Waves Parent Guide
Beyond its significant negative content issues, this movie is burdened by its own heaving mass of self-absorption and conceit.
Parent Movie Review
Tyler Williams (Kelvin Harrison, Jr.) is a high school senior, a star on the school wrestling team, and happily involved with his girlfriend, Alexis (Alexa Demie). The only cloud in the sky is his overbearing father (Sterling K. Brown). That is, until Tyler suffers a serious shoulder injury which threatens to destroy his wrestling career. Using the Oxycodone prescribed for his father to manage the pain, Tyler tries to keep his injury secret, but things have already started to unravel.
This is the most agonizingly long and uninteresting movie I’ve endured in ages. Catastrophically dull for long stretches, stretched even further by indulgent shooting and inadequate editing, Waves is the first movie I’ve seen for this job that made me commit a cardinal sin: I pulled out my phone partway through the show to see how long I’d been stuck there. I tried to be discreet, but frankly, I think the people a few rows behind me were just as curious as I was.
Waves contains ripples of good storytelling, and the fundamental plot isn’t bad, but it’s swamped by dreadful directing. With two exceptions, the characters are underdeveloped and less compelling than they might otherwise be. Those two exceptions get most of the screen time, but so much of it is spent on lingering shots of next to nothing that the time feels wasted.
An “R” rating covers a lot of territory ranging from movies with three sexual expletives right on through to those with explicit sexual content. Waves manages to earn its Restricted rating on multiple fronts. In addition to prolonged profanity, the movie features extensive depictions of teenage sexuality and drug use, making it completely unsuitable for family viewing. This behavior is frequently depicted in a negative context, but sometimes the film seems strangely ambivalent about the whole business.
Beyond its content issues, the story is burdened by its own heaving mass of self-absorption, drowning in the conceit that it’s telling the most important story to grace the world of cinema. It’s hard for a talented cast to crawl out from under that kind of nonsense. Interestingly, Kelvin Harrison recently starred in a startlingly similar film: Luce: similar characters, similar challenges, and almost identical content problems. Unfortunately, this film lacks Luce’s theatrical feel. Waves feels like someone’s Instagram account got mashed up with a music video. Writing for The Globe and Mail, Sarah-Tai Black points out that this movie is essentially a “mixtape” made by a white director who’s trying to package black experiences. Sadly, in Black’s words, he “lack[s] the vision needed to sell it as the challenging formal experience” it needs to be. I’m inclined to agree with Black. Watching Waves is like watching the sea steadily retreat from the shore, with no hope that the tide is going to turn.Directed by Trey Edward Shults. Starring Kelvin Harrison Jr., Alexa Demie, and Taylor Russell. Running time: 135 minutes. Theatrical release November 15, 2019. Updated February 6, 2020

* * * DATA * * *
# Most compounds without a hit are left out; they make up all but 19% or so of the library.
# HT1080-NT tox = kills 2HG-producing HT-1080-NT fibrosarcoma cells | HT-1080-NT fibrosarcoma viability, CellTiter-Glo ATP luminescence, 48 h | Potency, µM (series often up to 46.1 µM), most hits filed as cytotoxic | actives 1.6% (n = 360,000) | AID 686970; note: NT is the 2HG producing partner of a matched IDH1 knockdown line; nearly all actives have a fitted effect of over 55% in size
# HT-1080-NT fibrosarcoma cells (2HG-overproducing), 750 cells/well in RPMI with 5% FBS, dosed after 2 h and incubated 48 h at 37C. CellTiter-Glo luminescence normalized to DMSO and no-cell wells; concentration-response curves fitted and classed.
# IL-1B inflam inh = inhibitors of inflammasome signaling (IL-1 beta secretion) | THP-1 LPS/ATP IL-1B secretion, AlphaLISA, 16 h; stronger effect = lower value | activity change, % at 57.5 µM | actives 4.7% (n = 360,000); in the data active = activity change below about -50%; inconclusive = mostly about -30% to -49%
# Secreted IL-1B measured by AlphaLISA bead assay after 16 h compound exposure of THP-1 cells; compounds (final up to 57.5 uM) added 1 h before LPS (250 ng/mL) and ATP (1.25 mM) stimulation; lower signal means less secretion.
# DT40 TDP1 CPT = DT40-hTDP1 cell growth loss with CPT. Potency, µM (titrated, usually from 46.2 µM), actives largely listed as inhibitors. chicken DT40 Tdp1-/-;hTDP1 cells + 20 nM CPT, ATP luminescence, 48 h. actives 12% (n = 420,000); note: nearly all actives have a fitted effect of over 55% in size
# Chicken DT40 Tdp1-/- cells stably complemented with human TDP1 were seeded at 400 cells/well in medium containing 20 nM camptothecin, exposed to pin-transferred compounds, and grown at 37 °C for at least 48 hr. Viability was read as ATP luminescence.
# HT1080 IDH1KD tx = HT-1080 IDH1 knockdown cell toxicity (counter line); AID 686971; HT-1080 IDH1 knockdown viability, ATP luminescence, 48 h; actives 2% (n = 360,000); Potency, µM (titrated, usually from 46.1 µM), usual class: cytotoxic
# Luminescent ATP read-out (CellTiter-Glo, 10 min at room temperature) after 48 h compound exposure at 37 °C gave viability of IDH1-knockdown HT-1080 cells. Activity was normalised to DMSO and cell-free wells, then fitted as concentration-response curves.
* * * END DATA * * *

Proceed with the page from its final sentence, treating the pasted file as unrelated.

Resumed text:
Watch the trailer for Waves
Rating & Content Info
Why is Waves rated R? Waves is rated R by the MPAA for language throughout, drug and alcohol use, some sexual content and brief violence-all involving teens
Violence: Several individuals are punched. People yell in multiple scenes. A character is injured while wrestling. An individual is shown aggravating a serious injury during a wrestling match. A man punches a woman who has slapped him. A character shoves his father. An individual suffers a fatal skull fracture. A car accident occurs. A man gets angry and throws things around his room. Abortion is a topic of discussion and pro-life posters are seen.
Sexual Content: There are depictions of teen pregnancy. Teenagers are shown having sex without graphic nudity on more than one occasion. Teenagers are shown bathing and showering together, again without graphic nudity. A man watches porn online; masturbation is implied. There is frequent discussion of sex and sexual topics. A young woman’s nipples are visible through her clothes. Male buttock nudity is seen in a locker room. Abortion is discussed.
Profanity: There are 98 uses of a sexual expletive, 15 uses of scatological terms, and a dozen uses of mild profanities. There are also several uses of racial slurs and terms of deity.
Alcohol / Drug Use: Teenagers are shown abusing prescription medication, drinking alcohol, smoking marijuana, and taking MDMA (ecstasy). They are also depicted driving under the influence of some or all of these substances.
Page last updated February 6, 2020
Waves Parents' Guide
According to Einstein’s theory of relativity, the closer an object comes to the speed of light, the slower time will proceed on that object as compared to a stationary observer. With that in mind, how slowly was my theater moving (compared to the rest of the universe) for the duration of this movie so that roughly 8000 years passed for me, while only two-and-a-half hours passed for those outside the theater?